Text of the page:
by Samir Salifou
Income inequality in America has reached levels of national embarrassment. If a government’s actions should reflect society’s desires, then somewhere along the way the American democratic process has gone awry. According to a Harvard Business School study, 90 percent of Americans believe that the income gap is too wide. There is a national consensus around fixing income inequality, and the solution isn’t difficult. First, we must raise the minimum wage and stop subsidizing low-cost jobs. Second, we must make access to a higher education affordable and attractive to youth.
The numbers are staggering. In a study conducted by Harvard Business School Prof. Michael Norton, more than 90 percent of Americans believe that the top quintile of society should hold 33 percent of the national wealth and that the bottom 40 percent should hold 25 percent of the national wealth. The real numbers are far different.
The top quintile holds more than 80 percent of the national wealth and the bottom two quintiles hold sequentially 0.3 percent of the national wealth. If 9 out of 10 Americans agree that the income gap should be narrower than it is, then this is not a partisan issue. It is an issue of national importance that needs to be addressed urgently.
Moving past the rhetoric of hope and change, we should look at concrete solutions. Yet, issues as basic as economic justice and wealth distribution seem to take a backseat to artificial numbers such as Gross Domestic Product, which simply measures how much stuff America produces. Real GDP has continued to increase, while the income gap has continued to widen.
Unfortunately, any serious discussions about how to fix this problem start with the idea of some new liberal big government redistributive program, or the callousness of conservative trickle-down economics. What we, as a society, overlook is getting back to the basics by making sure the ladders of opportunity are available to the least advantaged among us. Everyone deserves a fair shot at social mobility.
The first step is simple: raise the national minimum wage. The current minimum wage, adjusted for inflation, is 23 percent lower than it was in 1968. This may be why a recent Gallup poll shows an overwhelming 76 percent of Americans favor increasing the minimum wage, while a separate poll in the Washington Post consistently found 67 percent in favor. Both polls had less than a 4 percent margin of error.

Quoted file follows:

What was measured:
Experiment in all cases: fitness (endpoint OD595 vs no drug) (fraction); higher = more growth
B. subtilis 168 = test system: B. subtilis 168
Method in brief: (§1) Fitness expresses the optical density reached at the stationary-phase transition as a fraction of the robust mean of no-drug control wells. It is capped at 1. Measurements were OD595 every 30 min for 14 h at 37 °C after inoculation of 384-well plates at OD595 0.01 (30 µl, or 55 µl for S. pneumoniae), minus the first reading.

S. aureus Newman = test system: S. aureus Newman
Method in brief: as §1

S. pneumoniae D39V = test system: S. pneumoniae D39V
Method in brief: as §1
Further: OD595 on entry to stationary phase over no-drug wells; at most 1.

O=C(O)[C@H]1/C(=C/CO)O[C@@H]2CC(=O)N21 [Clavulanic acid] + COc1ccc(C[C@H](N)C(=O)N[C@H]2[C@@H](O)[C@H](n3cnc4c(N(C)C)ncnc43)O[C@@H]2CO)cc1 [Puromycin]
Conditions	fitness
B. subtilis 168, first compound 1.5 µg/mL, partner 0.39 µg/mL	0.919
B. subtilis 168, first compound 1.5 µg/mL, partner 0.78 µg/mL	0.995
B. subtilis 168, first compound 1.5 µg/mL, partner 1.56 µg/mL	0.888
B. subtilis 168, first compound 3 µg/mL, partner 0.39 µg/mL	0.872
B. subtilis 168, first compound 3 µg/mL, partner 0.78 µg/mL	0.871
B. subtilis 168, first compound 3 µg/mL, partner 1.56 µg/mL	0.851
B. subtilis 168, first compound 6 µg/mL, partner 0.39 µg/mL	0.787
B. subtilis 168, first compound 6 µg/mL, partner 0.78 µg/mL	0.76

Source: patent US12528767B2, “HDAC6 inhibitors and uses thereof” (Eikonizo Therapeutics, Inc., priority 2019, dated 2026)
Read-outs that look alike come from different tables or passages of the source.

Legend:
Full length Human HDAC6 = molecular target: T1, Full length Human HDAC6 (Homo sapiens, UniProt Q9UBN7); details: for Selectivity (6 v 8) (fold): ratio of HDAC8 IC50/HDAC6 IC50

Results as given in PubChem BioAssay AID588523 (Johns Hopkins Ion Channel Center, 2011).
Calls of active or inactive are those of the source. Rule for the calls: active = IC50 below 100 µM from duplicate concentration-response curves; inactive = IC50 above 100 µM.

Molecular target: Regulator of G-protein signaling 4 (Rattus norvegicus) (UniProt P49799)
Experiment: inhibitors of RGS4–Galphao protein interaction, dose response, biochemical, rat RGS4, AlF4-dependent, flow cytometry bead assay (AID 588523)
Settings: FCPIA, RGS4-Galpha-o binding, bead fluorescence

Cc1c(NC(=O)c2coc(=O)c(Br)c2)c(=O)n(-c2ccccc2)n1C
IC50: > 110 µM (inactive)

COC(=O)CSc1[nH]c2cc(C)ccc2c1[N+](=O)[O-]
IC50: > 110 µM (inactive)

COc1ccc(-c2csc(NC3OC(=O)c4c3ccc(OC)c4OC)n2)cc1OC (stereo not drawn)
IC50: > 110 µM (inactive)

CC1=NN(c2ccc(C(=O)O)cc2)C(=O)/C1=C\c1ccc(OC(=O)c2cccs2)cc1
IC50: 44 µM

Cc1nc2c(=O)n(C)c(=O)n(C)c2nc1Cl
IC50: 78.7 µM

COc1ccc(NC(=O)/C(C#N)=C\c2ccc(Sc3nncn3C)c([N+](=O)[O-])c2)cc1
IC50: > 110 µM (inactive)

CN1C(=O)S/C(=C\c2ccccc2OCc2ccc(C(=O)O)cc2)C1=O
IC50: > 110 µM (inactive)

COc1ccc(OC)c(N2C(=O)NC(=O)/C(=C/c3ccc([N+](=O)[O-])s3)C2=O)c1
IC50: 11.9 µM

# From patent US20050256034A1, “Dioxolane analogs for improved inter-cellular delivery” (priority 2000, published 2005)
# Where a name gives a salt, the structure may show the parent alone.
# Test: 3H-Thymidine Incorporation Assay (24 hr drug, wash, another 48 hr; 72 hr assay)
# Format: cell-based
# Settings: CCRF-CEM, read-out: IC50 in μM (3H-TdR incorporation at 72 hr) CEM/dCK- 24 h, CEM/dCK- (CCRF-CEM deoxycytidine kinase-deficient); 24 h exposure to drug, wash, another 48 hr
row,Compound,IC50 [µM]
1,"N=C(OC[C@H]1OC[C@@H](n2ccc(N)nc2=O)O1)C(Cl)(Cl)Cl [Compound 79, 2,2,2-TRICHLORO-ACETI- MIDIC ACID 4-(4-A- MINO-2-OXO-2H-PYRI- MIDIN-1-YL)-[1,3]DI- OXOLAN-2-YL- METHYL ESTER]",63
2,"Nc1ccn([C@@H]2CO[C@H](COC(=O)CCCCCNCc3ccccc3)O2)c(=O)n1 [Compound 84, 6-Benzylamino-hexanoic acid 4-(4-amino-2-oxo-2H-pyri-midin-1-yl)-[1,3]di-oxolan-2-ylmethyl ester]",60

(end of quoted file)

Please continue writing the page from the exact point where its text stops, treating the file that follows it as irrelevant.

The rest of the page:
Beyond the politics of raising wages, this policy would move us forward to the simple structures of fairness that America stands for while alleviating the nation’s fiscal burden to the socioeconomic safety net. The University of California at Berkeley Labor Centerfound that 52 percent of front line fast food workers are enrolled in one or more government programs, costing American taxpayers over $7 billion per year. Low wage industries, then, are a negative externality, which is a market failure. In essence, instead of the $200 billion per year fast food industry providing a living wage to these employees, the taxpayers are subsidizing them by picking up the additional cost.
Requiring that corporations not pass their labor cost to American taxpayers may free additional funds to increase access to higher education. The Brookings Institution found that “the earnings of college graduates are much higher than for non-graduates, and that is especially true among people born into low-income families.” In fact, according to Brookings, children born into the lowest quintile of American society only have a 16 percent chance of remaining in that same quintile if they earn a college degree.
Imagine the possibilities if we made college more affordable to these children by redirecting a portion of the $7 billion going to the fast food industry back to educating the people that can use it the most. We may actually move towards what 9 out of 10 Americans believe to be a just society.
Social justice, defined as equality of opportunity, is the bedrock of American social mobility. The very origin of our republic was triggered by a “tea party” over an unfair tax. We can draw parallels between that injustice and the wide divide between the poor and rich in this country. This is not another attempt at class warfare, but a critical look at American meritocracy behind the veil of ignorance. If America aspires to be “the shining city upon a hill” that President Reagan talked about so frequently, then income inequality must be an issue that we handle now to ensure that her beacon shines bright for several generations to come.
This article represents the opinions of the author only, and not those of the Virginia Policy Review.